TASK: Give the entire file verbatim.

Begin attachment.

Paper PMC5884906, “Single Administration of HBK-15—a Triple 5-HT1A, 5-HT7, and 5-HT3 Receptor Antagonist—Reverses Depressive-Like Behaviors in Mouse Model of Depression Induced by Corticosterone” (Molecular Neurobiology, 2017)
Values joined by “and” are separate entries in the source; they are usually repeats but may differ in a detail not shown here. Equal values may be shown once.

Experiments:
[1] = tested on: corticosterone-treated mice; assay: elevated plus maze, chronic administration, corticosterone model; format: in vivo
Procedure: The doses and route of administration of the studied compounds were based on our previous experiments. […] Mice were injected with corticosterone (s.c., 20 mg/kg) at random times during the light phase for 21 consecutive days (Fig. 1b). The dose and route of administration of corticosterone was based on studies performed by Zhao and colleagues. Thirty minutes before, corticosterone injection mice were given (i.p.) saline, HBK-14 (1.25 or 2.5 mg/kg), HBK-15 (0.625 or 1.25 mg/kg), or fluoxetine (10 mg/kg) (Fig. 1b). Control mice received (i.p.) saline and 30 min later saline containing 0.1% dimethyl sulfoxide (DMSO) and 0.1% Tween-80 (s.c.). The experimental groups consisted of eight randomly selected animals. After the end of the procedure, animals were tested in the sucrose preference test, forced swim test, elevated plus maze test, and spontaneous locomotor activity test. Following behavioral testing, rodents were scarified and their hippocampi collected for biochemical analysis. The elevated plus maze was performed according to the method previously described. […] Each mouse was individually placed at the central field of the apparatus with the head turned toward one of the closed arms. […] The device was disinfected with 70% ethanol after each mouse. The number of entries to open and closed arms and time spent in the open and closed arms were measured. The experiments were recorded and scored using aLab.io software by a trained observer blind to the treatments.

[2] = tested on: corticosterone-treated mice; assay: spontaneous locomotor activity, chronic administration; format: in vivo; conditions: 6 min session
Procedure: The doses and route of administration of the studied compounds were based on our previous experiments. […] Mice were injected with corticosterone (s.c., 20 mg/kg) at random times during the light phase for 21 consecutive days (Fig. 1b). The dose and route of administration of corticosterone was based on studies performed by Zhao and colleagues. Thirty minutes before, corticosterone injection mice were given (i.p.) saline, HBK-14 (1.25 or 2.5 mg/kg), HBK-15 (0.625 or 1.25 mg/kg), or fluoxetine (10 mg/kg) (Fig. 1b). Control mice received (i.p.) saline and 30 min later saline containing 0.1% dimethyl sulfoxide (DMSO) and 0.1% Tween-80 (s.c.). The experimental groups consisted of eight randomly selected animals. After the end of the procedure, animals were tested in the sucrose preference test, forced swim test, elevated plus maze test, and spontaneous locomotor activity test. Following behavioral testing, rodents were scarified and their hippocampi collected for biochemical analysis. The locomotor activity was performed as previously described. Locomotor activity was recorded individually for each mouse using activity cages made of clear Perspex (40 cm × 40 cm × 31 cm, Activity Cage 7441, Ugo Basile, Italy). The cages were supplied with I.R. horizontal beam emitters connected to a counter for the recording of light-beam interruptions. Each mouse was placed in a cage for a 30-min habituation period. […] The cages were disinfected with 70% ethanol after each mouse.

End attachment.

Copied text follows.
Paper PMC5884906, “Single Administration of HBK-15—a Triple 5-HT1A, 5-HT7, and 5-HT3 Receptor Antagonist—Reverses Depressive-Like Behaviors in Mouse Model of Depression Induced by Corticosterone” (Molecular Neurobiology, 2017)
Values joined by “and” are separate entries in the source; they are usually repeats but may differ in a detail not shown here. Equal values may be shown once.

Experiments:
[1] = tested on: corticosterone-treated mice; assay: elevated plus maze, chronic administration, corticosterone model; format: in vivo
Procedure: The doses and route of administration of the studied compounds were based on our previous experiments. […] Mice were injected with corticosterone (s.c., 20 mg/kg) at random times during the light phase for 21 consecutive days (Fig. 1b). The dose and route of administration of corticosterone was based on studies performed by Zhao and colleagues. Thirty minutes before, corticosterone injection mice were given (i.p.) saline, HBK-14 (1.25 or 2.5 mg/kg), HBK-15 (0.625 or 1.25 mg/kg), or fluoxetine (10 mg/kg) (Fig. 1b). Control mice received (i.p.) saline and 30 min later saline containing 0.1% dimethyl sulfoxide (DMSO) and 0.1% Tween-80 (s.c.). The experimental groups consisted of eight randomly selected animals. After the end of the procedure, animals were tested in the sucrose preference test, forced swim test, elevated plus maze test, and spontaneous locomotor activity test. Following behavioral testing, rodents were scarified and their hippocampi collected for biochemical analysis. The elevated plus maze was performed according to the method previously described. […] Each mouse was individually placed at the central field of the apparatus with the head turned toward one of the closed arms. […] The device was disinfected with 70% ethanol after each mouse. The number of entries to open and closed arms and time spent in the open and closed arms were measured. The experiments were recorded and scored using aLab.io software by a trained observer blind to the treatments.

[2] = tested on: corticosterone-treated mice; assay: spontaneous locomotor activity, chronic administration; format: in vivo; conditions: 6 min session
Procedure: The doses and route of administration of the studied compounds were based on our previous experiments. […] Mice were injected with corticosterone (s.c., 20 mg/kg) at random times during the light phase for 21 consecutive days (Fig. 1b). The dose and route of administration of corticosterone was based on studies performed by Zhao and colleagues. Thirty minutes before, corticosterone injection mice were given (i.p.) saline, HBK-14 (1.25 or 2.5 mg/kg), HBK-15 (0.625 or 1.25 mg/kg), or fluoxetine (10 mg/kg) (Fig. 1b). Control mice received (i.p.) saline and 30 min later saline containing 0.1% dimethyl sulfoxide (DMSO) and 0.1% Tween-80 (s.c.). The experimental groups consisted of eight randomly selected animals. After the end of the procedure, animals were tested in the sucrose preference test, forced swim test, elevated plus maze test, and spontaneous locomotor activity test. Following behavioral testing, rodents were scarified and their hippocampi collected for biochemical analysis. The locomotor activity was performed as previously described. Locomotor activity was recorded individually for each mouse using activity cages made of clear Perspex (40 cm × 40 cm × 31 cm, Activity Cage 7441, Ugo Basile, Italy). The cages were supplied with I.R. horizontal beam emitters connected to a counter for the recording of light-beam interruptions. Each mouse was placed in a cage for a 30-min habituation period. […] The cages were disinfected with 70% ethanol after each mouse.